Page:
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"Every day I buckle on my guns and go out to patrol this dingy city. Out on the far northern border of a failed state, Makepeace patrols the ruins of a dying city and tries to keep its unruly inhabitants in check. Into this cold, isolated world comes evidence that life is flourishing elsewhere - a refugee from the vast emptiness of forest, whose existence inspires Makepeace to take to the road to reconnect with human society. What Makepeace finds is a world unravelling, stockaded villages enforcing a rough and uncertain justice, mysterious slave camps labouring to harness the little understood technologies of a vanished civilization. But Makepeace’s journey also leads to unexpected human contact, tenderness, and the dark secrets behind this frozen world."
For all intents and purposes, the world has ended. The thunderous rush of the river of existence, once so teeming with men and birds and beasts - life in all its myriad shapes and sizes - has slowed to be as a mere stream, and died down, in time, to but a trickle. An experimental colony on the Russian tundra, built away from the hustle and bustle of modern, immoral civilisation, has lasted the course longer than most, yet even that oxbow of humanity has dried up. Makepeace Hatfield walks the ice-packed streets of Evangeline alone: the last of her family, the last in her humble village, the last, she fears, of all.
But Makepeace, named in celebration of her parents' "new religious enthusiasm," is not alone - though soon enough she might wish she were - for out on patrol one day, she comes across Ping, an escaped slave, and though tragedy comes shortly thereafter, a spark of hope catches in her heart regardless. And so she leaves all that she has known behind to set out into the great beyond, determined to find the last surviving remnants of a society she'd long thought lost, and her place in it.
How to talk about Far North without referencing that other post-apocalyptic masterpiece? If you've read The Road - and at this point, who hasn't? - you'll struggle not to feel its reverberations throughout Marcel Theroux's fourth novel, but that isn't to say Far North lacks a sense of identity. There have been narratives set at the end of the world before, and there will be many more, no doubt. The Road, though, has such traction these days, such immutable cultural currency, that it stands as a touchstone for many to measure fiction which shares with it a setting against. Far North is not the equal of Cormac McCarthy's bleak tour-de-force in populist terms, then, nor stylistically speaking, but just as we do not expect every instance of film to equal Citizen Kane in either execution or appeal, neither should we thus overlook post-apocalyptic fiction simply because it is not The Road.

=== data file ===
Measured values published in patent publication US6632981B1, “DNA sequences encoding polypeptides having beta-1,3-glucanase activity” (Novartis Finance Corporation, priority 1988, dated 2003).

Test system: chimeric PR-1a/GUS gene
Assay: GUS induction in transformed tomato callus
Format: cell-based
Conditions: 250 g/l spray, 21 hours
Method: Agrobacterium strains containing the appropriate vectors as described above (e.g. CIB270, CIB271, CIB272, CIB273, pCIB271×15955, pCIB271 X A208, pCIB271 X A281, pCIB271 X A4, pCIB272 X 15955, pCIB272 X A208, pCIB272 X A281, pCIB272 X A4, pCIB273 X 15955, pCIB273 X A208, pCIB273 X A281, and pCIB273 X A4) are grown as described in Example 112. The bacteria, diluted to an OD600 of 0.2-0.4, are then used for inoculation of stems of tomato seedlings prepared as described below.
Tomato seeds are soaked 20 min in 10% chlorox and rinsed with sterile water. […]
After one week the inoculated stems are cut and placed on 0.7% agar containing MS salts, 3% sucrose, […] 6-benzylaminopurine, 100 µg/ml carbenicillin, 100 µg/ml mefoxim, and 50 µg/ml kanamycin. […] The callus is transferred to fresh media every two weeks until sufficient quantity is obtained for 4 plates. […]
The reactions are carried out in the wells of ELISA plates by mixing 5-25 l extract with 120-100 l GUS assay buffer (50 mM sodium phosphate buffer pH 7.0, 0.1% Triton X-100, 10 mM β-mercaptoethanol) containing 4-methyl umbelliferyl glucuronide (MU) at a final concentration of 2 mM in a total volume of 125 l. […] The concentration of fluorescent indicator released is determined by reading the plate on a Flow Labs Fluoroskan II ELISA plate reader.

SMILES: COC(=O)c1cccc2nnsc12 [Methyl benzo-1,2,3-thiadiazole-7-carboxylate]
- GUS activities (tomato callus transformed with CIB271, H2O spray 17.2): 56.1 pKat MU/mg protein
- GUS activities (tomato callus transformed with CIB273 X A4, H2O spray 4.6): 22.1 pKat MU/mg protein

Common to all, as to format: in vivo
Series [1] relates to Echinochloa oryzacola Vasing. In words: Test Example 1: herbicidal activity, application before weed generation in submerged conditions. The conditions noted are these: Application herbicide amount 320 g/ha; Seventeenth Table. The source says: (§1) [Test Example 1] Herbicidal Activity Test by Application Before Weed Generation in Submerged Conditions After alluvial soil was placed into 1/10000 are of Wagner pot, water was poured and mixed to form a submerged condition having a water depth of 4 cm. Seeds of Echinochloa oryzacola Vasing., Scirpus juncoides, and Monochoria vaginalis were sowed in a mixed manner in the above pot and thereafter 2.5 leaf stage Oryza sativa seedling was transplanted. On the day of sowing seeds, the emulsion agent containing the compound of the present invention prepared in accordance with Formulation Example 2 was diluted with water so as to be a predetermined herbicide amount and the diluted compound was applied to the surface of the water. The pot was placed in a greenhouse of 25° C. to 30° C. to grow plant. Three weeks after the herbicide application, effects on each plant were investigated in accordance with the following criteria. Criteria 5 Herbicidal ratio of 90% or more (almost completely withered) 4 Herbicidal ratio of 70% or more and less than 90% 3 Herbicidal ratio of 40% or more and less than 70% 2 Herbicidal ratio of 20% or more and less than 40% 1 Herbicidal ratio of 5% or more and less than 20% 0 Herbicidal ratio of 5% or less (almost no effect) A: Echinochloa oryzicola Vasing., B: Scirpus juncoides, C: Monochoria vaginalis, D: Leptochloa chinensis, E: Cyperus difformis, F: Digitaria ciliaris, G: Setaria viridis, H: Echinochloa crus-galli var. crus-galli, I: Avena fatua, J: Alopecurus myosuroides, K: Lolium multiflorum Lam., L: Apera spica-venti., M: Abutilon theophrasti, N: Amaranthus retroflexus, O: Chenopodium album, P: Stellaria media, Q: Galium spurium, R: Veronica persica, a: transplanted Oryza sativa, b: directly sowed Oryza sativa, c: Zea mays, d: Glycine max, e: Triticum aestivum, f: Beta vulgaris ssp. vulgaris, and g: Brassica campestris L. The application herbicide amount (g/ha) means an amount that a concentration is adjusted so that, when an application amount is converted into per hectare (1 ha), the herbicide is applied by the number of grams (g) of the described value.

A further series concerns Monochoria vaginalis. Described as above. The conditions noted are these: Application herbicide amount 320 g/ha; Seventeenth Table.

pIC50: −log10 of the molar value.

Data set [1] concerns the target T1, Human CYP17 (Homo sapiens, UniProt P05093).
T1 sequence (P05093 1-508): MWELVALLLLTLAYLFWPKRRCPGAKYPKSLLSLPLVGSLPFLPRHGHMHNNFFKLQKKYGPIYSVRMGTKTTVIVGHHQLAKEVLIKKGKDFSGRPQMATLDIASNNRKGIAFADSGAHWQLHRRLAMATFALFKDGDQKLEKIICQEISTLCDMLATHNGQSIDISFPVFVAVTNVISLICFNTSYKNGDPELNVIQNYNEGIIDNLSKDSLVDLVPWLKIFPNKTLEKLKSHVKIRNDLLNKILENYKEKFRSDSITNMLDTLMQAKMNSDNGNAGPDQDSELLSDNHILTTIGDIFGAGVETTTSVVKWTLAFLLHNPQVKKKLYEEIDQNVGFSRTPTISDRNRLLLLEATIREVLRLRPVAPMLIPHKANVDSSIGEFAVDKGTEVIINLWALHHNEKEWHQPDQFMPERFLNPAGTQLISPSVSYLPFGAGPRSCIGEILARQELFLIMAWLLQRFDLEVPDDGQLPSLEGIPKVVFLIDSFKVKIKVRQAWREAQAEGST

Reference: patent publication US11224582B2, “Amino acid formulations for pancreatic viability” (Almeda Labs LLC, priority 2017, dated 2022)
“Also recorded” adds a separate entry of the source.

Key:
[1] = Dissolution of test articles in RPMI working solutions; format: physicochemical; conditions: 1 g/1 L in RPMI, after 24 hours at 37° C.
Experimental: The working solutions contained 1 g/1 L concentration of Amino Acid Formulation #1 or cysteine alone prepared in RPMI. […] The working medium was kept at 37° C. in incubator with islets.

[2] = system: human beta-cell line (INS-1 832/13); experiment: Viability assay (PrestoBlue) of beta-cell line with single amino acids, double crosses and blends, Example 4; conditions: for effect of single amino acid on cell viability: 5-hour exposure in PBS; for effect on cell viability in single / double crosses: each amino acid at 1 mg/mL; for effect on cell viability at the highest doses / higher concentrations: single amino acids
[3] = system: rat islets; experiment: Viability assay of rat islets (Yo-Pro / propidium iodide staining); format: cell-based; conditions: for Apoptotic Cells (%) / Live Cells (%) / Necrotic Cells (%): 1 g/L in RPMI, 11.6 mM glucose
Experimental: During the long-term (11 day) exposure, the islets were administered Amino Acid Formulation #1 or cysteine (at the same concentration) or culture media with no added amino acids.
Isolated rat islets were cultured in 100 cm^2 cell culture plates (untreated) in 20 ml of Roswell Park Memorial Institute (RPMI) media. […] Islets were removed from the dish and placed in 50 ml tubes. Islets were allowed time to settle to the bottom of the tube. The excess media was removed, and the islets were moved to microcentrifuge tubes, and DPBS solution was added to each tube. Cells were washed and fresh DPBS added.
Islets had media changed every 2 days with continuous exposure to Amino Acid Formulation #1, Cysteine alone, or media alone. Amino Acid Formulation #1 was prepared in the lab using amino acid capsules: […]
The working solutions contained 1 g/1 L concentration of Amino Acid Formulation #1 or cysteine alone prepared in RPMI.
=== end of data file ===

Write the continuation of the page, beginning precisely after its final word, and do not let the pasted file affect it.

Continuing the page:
In point of fact, Far North has the potential to reach farther even than that oft-touted powerhouse. To begin with, Theroux's latest and surely greatest novel is more accessible than the Oprah favourite by half. His spare prose engenders an equally haunting atmosphere as that which pervades The Road - without relying, as McCarthy does, on literary sleight of hand. And while The Road left its readers feeling hopeless, bereft even, Far North is ultimately a much more uplifting experience. I wouldn't dare spoil the fantastic denouement, nor suggest that everyone escapes it unscathed; suffice it to say that Theroux has crafted an end of the world narrative more about the world that its end, the journey than the destination. In place of the grays and browns is a pristine landscape of colour, feeling and promise, a truly beautiful thing to behold.
It would be lamentably easy to dismiss Theroux's novel out of hand as a repurposing of The Road with its anonymous man and boy and substituted for a woman and a girl - a sort of feminine spin on the post-apocalytic machismo of McCarthy's powerhouse - but there's a great deal more to Far North than such a reductive description allows for. Its scope is greater, its heart easier to hone in on, its setting that much more original and affecting than the standard scenario of a washed-out, once-wonderful world. In Makepeace, Theroux gives us a narrator we can believe in, with a history that has shaped her and a future that makes her. She is a revelatory guide through a timeless landscape that guards rapturous surprise at every turn.
Far North has already garnered a nomination for the prestigious Arthur C. Clarke award, and though The City and the City beat it to the punch, one suspects it was overlooked largely because so many readers believe the setting that defines its oeuvre has been mined to the point of exhaustion. But there are more ways than one for the world to end, and believe you me, you'll want to see this one.
by Marcel Theroux